What, if anything, does the end of land, or of territory, have to do with the end of language? Is there ever an end of language, even of a particular speaking? Noah Rose is an artist working on the intersection between place and minority language.
Notes from elsewhere:
“I was born elsewhere, with a different language in my head; I grew up in a different elsewhere with another different language…perhaps everywhere is elsewhere seen from the perspective of this small island; on the Atlantic fringe of Europe, moored in Roaringwater Bay; frontier and portal, rocky redoubt, exposed bluff, steep humpbacked whale, three square miles of old red sandstone, lush vegetation and generations of human habitation, of accretion, accumulation of knowledge, of stories of tenacious living on the frontier between land and sea, between the older world and the newer, between the Gaeilge still spoken every day on Oileán Chléire and the English language of Cape Clear Island that has become the dominant language of Ireland during the last two centuries.”
The Hidden Stone Library:
Between September – November 2020, I was resident on Oileán Chléire/Cape Clear Island, an Irish (Gaelic) speaking Island, off the coast of County Cork, Ireland, as part of the Oileán AiR artist residency programme. The residency asks, as its starting point, the question:
‘Cad a thárlódh dá gcaithfeadh ealaíontóirí agus deantóirí am ag smaoineamh ar a gcuid oibre agus an caidreamh idir é agus an Ghaeilge i gcomhthéacs Gaeltachta?’
‘What would happen if artists, thinkers and other creators could take time to reconsider their practice and its relationship to community and the Irish language in the context of the Gaeltacht?’
When I arrived on the island, I knew I wanted to make sculptural work that was of the land and in the land, incorporating a source text in Irish. I didn’t know what it would say and I didn’t know how it would be made. I spent a lot of time during my ﬁrst weeks on Cléire walking, exploring, photographing, drawing, thinking, engaging in taiscéalaíochtaí (explorations) and spaisteoireachtaí (strolling/wandering) without a clear destination, building up a mental and subliminal map of experiences and feelings – a kind of rural dérive, constrained by the island (psycho)geography. I walked the island’s marked routes, wandered off tracks into the wild places, explored many hidden spots on land and sea. I made drawings at points I was drawn to, where I was drawn in.
Covid restrictions meant that even when we ﬁrst arrived, there were fewer opportunities to engage with the island’s residents than I’d hoped, but a few weeks in, the Irish Government announced nationwide Level 5 restrictions and this severely curtailed any social interactions (with all three pubs, community spaces and library closed, the only communal space on the island that remained open was the single small shop).
I set out to improve my Irish – through reading, through online courses and resources, through talking to my fellow artists, Brigid O Dea and Vicky Langan, and with Áisitheoir Ealaín (arts co-ordinator) Ruairí Ó Donnabháin and Bainisteoir Chomharchumann (Island Co-op manager) Máirtín Ó Méalóid, all of whom have Irish – ranging from very good to ﬂuent, and through our weekly ‘Hedge School’ sessions with Séamus Ó Drisceóil, which took place in various Covid-safe locations including around a ﬁre in the garden and exploring the South Harbour on Kayaks. I also borrowed children’s books from the small but perfectly-formed Leabharlann Chléire (Cape Clear Library) and studied not just the way the language was written and grammatically structured, but also the way it was visually represented and how this had changed over the years.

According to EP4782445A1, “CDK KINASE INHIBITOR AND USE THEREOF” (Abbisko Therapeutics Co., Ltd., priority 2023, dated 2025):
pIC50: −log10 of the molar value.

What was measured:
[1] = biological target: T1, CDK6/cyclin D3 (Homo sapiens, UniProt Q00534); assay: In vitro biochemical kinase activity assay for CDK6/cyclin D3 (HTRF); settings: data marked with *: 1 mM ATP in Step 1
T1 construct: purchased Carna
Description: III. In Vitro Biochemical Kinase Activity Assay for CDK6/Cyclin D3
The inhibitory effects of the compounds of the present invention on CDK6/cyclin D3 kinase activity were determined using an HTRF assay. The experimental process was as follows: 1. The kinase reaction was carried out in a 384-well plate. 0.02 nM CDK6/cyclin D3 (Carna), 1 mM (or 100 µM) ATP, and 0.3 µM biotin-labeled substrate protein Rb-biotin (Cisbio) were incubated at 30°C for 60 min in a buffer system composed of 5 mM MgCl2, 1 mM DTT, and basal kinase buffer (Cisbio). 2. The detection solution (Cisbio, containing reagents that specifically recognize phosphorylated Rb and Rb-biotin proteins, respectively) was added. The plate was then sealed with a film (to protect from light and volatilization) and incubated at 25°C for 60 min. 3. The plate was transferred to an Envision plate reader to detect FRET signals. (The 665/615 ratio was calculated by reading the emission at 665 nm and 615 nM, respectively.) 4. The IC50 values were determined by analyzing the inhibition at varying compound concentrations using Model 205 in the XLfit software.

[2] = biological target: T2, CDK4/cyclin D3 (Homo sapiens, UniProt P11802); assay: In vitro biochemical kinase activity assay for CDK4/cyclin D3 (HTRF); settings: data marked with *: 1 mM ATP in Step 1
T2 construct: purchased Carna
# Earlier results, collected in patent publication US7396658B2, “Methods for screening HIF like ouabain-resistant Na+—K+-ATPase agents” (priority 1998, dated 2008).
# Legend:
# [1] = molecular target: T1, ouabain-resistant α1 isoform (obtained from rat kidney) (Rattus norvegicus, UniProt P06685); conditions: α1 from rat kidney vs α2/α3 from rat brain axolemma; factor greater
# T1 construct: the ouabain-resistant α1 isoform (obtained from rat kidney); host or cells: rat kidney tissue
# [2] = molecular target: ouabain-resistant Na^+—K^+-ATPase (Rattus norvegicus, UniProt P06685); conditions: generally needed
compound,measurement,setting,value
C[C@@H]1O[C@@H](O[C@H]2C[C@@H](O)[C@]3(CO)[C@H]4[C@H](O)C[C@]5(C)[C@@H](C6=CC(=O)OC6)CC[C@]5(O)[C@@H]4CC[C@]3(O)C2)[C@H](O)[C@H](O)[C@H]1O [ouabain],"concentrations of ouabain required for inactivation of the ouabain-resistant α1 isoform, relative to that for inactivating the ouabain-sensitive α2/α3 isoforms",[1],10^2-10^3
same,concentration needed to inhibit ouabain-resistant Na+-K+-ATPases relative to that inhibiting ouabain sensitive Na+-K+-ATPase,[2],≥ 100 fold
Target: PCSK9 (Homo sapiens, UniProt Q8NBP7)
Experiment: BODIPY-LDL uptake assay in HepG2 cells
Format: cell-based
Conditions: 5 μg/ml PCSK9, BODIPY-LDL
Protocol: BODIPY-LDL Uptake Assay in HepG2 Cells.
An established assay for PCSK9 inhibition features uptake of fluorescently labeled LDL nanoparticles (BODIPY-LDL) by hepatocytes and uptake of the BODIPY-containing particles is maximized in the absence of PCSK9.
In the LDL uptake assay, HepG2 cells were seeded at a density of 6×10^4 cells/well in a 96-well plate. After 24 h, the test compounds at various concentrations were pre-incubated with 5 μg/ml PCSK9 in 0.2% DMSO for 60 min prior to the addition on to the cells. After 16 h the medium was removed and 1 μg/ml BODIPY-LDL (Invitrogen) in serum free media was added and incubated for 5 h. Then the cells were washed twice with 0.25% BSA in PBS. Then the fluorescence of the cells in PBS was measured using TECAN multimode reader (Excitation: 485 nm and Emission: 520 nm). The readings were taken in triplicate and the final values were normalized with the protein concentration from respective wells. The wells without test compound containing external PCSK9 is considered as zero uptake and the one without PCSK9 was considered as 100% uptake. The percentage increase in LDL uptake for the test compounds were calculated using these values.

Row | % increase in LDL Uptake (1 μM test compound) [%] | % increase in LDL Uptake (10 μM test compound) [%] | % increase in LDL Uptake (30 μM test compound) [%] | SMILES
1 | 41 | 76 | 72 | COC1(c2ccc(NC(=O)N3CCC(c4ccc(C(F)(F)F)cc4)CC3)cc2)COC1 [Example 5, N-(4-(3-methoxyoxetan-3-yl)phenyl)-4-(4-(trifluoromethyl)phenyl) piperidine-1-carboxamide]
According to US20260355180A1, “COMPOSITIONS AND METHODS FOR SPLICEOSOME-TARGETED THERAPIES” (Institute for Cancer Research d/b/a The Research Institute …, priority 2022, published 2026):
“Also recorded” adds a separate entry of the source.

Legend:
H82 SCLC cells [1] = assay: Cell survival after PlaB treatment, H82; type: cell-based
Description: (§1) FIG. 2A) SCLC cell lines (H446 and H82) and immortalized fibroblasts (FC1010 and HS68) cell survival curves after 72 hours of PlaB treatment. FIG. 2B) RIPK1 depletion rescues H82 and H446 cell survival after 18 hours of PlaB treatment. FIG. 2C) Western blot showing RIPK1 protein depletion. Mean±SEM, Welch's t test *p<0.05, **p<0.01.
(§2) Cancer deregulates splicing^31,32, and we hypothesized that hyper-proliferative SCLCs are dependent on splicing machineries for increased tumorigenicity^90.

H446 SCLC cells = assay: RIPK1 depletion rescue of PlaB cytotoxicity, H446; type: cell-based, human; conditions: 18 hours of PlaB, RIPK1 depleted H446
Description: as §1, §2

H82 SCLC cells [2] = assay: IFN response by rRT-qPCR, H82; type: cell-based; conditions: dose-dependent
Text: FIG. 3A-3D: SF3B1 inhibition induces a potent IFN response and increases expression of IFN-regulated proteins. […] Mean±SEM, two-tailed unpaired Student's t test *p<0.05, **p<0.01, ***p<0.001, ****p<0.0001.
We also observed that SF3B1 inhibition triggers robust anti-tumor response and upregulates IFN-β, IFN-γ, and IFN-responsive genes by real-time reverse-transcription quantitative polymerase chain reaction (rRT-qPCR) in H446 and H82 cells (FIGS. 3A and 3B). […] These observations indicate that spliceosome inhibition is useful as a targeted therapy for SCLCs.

The 1952 children’s book ‘An Buachaill Ban’ by Cathal Ó Sándair was one source of inspiration – its densely packed pages of text set out in an old-fashioned Cló Gaelach print – traditional and distinctively Irish letterforms, making them at ﬁrst awkward to read – at least to an eye used to the more conventional forms of the Roman alphabet used by most European languages. There is a strangeness at ﬁrst sight to the typographic ‘character’ of characters in Cló Gaelach, which of course encompasses many different styles of letterform. This can be described in formal design terms (for instance the use of capitalisation after the ﬁrst letter, or speciﬁc distinctive elements like the seemingly incongruous relationship of descender to base-line horizontal of the ‘f’) but it’s these seeming idiosyncracies which make the printed language feel so alive, and retain so much of the distinctiveness of the ‘Tasty sweet Irish language’.
Of course, the history of typeface design (letterforms made for movable lead type, designed for mechanical printing) is a vast area of study in itself and the development of Cló Gaelach says much about the development of modern Ireland (as can be seen at the excellent National Print Museum in Dublin), but to understand the formation of these printed letterforms its necessary to go further back in time, to the language preserved for over a thousand years by monk-scribes using nib pens and ink on vellum, or the form of letters incised in stone throughout many centuries and still a direct link between language, place and the materiality of territory.